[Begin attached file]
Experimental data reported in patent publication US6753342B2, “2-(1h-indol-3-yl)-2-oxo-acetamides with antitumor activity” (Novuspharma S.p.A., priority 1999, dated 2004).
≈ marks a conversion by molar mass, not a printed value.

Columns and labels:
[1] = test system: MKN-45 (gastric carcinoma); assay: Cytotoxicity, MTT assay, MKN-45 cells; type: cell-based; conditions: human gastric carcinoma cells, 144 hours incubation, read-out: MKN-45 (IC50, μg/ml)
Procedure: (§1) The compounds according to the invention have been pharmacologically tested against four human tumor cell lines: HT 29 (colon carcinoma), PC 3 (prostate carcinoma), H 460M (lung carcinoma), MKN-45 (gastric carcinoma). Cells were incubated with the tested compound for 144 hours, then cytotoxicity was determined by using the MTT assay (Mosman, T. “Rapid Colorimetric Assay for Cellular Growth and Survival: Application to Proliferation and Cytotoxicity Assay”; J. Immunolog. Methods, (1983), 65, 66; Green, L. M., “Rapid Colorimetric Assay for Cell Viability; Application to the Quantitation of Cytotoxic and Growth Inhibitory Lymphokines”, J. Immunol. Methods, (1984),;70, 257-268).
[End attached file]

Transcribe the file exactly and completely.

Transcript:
Experimental data reported in patent publication US6753342B2, “2-(1h-indol-3-yl)-2-oxo-acetamides with antitumor activity” (Novuspharma S.p.A., priority 1999, dated 2004).
≈ marks a conversion by molar mass, not a printed value.

Columns and labels:
[1] = test system: MKN-45 (gastric carcinoma); assay: Cytotoxicity, MTT assay, MKN-45 cells; type: cell-based; conditions: human gastric carcinoma cells, 144 hours incubation, read-out: MKN-45 (IC50, μg/ml)
Procedure: (§1) The compounds according to the invention have been pharmacologically tested against four human tumor cell lines: HT 29 (colon carcinoma), PC 3 (prostate carcinoma), H 460M (lung carcinoma), MKN-45 (gastric carcinoma). Cells were incubated with the tested compound for 144 hours, then cytotoxicity was determined by using the MTT assay (Mosman, T. “Rapid Colorimetric Assay for Cellular Growth and Survival: Application to Proliferation and Cytotoxicity Assay”; J. Immunolog. Methods, (1983), 65, 66; Green, L. M., “Rapid Colorimetric Assay for Cell Viability; Application to the Quantitation of Cytotoxic and Growth Inhibitory Lymphokines”, J. Immunol. Methods, (1984),;70, 257-268).